Skunks (Backyard Wildlife), by Emily Green
As is the case with most books about animals, this is a simple book with lots of glorious and beautiful photographs of the skunk that is designed for young readers to learn about animals that they may encounter over the course of their youth. This particular book is organized on a scale of reading from one to five where it sits at a level one, with repetition of words to aid in vocabulary learning, repetitive and simple sentence construction (unlike this review, for instance), and strong visual support. It is striking, as someone who reads and reviews a lot of material of this nature, that so many images are repeated from book to book. For example, I have seen the photo here showing a skunk hissing at a cute baby bear to scare it away in at least two or three other books on skunks that I have read, which means that image is likely to be one whose rights are relatively easy to use, as opposed to the many other photos that one could use of skunks. Simple text and stock photos would appear to make it easy to write and publish a book like this, which is one reason why we see so many efforts.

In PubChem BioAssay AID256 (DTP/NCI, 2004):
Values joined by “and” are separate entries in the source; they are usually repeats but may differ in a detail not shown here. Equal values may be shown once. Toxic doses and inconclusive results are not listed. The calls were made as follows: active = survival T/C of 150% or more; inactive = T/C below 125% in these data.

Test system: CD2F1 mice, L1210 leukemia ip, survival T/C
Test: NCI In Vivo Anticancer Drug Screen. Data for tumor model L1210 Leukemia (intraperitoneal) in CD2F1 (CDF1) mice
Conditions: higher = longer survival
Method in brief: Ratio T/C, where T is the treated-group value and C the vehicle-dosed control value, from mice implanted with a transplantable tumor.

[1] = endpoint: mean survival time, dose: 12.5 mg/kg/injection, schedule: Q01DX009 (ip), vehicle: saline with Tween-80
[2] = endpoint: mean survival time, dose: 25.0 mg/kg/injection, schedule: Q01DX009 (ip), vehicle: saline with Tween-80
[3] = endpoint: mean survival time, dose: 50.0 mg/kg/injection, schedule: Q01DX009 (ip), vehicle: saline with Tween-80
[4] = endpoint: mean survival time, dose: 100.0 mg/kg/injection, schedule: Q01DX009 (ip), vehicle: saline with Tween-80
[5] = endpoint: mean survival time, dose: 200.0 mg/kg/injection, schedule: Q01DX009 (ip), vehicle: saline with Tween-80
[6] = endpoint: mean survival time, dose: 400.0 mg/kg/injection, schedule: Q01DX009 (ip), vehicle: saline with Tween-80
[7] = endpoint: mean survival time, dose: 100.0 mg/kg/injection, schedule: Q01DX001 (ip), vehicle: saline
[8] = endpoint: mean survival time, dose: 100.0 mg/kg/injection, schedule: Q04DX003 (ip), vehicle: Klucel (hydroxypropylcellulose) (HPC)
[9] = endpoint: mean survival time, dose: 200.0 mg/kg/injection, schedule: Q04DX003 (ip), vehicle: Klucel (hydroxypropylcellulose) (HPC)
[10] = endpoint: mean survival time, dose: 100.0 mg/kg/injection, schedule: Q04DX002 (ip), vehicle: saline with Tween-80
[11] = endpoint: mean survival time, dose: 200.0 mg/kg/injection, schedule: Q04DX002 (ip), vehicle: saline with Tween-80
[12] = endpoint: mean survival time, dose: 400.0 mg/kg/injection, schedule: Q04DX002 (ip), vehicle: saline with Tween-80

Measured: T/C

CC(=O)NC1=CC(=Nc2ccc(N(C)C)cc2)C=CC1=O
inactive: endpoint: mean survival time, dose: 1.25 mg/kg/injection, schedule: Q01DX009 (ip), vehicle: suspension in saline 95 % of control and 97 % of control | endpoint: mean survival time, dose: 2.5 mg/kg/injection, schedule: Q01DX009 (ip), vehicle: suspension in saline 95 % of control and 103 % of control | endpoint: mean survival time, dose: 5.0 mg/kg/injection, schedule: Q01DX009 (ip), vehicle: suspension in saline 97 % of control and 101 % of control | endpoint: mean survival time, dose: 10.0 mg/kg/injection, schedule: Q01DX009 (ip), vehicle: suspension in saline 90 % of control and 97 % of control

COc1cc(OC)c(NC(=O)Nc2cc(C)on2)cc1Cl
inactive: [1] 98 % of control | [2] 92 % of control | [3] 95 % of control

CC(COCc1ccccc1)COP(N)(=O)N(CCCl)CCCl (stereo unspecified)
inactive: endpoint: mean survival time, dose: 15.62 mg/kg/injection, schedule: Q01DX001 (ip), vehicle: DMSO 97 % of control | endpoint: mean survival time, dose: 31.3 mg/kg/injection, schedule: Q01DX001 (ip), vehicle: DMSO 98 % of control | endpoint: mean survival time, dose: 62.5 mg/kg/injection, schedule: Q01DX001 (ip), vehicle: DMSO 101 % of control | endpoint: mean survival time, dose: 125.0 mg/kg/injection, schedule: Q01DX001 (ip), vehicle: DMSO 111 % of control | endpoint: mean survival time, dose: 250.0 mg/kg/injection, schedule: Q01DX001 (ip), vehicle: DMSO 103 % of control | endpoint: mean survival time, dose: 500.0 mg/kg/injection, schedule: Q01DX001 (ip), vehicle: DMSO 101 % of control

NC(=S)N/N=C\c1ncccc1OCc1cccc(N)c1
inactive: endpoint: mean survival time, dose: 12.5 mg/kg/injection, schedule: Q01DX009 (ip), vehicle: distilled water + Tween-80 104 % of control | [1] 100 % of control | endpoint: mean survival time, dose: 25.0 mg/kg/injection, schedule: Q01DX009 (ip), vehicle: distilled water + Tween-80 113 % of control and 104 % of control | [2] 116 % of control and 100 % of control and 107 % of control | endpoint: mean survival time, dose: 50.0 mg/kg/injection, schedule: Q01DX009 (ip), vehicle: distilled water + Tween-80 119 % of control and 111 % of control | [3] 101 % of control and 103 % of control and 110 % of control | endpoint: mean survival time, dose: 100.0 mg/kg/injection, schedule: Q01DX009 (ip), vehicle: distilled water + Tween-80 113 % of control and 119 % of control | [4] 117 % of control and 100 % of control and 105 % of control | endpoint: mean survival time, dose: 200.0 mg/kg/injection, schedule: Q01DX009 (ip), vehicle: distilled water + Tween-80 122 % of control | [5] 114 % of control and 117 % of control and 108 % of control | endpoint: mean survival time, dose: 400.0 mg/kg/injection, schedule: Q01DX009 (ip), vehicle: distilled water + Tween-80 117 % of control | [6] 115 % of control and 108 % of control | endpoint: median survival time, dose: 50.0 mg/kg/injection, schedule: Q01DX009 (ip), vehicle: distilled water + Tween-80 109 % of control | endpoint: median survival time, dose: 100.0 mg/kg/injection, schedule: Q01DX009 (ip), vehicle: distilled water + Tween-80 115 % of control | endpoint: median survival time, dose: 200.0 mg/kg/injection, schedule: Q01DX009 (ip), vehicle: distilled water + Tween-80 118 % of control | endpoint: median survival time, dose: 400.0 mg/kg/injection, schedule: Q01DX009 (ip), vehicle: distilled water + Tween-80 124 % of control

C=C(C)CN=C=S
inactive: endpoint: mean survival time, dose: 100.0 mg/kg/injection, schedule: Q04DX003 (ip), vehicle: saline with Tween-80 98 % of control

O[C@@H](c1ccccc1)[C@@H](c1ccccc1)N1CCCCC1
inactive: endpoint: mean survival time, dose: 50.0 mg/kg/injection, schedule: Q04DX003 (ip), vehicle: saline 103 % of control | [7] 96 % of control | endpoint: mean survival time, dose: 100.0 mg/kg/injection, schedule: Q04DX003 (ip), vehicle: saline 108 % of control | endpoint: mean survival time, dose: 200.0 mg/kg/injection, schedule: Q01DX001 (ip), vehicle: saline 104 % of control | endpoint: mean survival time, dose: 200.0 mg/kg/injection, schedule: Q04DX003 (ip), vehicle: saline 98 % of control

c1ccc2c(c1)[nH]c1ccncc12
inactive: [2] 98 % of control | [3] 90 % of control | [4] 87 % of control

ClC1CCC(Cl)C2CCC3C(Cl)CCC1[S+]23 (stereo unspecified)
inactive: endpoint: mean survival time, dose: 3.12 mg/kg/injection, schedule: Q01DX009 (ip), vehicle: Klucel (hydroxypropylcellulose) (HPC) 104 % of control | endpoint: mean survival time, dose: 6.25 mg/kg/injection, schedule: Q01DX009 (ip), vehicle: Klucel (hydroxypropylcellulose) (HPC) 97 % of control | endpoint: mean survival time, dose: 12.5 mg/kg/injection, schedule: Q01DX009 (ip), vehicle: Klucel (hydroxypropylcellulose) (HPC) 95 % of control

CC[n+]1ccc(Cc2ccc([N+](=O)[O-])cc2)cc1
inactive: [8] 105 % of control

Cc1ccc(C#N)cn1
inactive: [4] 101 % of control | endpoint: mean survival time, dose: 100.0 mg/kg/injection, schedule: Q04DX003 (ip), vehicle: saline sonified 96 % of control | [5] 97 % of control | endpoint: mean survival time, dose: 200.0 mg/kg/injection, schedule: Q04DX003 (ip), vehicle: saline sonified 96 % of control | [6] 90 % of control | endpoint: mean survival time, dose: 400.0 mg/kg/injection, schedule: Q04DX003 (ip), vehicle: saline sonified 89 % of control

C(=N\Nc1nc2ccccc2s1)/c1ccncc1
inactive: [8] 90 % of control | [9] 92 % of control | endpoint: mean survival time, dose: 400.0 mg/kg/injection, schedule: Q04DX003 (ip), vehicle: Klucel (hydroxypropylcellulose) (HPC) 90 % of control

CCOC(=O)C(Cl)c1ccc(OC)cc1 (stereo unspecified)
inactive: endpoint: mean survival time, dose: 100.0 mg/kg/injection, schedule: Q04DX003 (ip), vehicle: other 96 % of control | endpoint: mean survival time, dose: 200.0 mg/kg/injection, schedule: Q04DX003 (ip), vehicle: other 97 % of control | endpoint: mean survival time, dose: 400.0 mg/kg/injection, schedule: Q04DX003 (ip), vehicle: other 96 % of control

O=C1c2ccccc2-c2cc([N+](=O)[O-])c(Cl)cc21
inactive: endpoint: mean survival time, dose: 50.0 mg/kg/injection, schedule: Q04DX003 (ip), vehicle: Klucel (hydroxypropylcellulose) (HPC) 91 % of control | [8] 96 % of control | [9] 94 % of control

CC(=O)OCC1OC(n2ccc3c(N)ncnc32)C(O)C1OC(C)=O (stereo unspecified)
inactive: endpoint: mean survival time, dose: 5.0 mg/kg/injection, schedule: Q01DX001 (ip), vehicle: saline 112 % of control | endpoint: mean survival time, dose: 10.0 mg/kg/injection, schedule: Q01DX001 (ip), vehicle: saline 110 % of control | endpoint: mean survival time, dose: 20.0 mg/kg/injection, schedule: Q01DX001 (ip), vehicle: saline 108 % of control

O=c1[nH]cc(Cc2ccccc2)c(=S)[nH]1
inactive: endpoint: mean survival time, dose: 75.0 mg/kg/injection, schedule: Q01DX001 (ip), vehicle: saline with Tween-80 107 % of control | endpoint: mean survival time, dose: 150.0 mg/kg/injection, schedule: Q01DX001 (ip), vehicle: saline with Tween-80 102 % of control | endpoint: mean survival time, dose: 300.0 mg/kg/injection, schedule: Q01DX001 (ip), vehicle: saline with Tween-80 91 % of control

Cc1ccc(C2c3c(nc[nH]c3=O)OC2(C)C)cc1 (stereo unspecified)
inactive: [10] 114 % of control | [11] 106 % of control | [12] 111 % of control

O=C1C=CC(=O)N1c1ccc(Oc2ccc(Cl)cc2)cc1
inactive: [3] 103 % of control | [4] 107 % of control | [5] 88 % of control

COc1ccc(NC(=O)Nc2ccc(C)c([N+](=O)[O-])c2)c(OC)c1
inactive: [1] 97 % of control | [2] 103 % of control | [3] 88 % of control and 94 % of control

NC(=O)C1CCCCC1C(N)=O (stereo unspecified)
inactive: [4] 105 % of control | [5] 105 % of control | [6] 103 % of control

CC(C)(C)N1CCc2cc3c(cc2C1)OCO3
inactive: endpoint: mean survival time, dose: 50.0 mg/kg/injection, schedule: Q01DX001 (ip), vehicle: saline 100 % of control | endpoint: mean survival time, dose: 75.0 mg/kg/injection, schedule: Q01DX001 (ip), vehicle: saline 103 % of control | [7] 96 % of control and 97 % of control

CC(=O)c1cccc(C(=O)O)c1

As mentioned earlier, this book is a simple one aimed at young children, perhaps even pre-school age when it comes to their learning to read and their requesting this book to be read to them. The book is a short one at 24 pages (a pretty standard length for books for pre-readers and early readers) and it is divided into several sections. The author begins by asking what are skunks, and answering it in terms of a visual rather than a functional or scientific way. After that there is further discussion of what skunks look like, the better to recognize them if one is in the woods or if one finds a skunk close to home. There is then a discussion of what skunks eat, including plants, insects, and scavenging around the garbage. They also eat cat food for those who keep skunks as a pet, which this author does not talk about. After that there is a look at where skunks live, and how it is that they stay safe through warning and then spraying those who threaten them. Finally, the book ends with a glossary, where to go if one wants to learn more, and an index.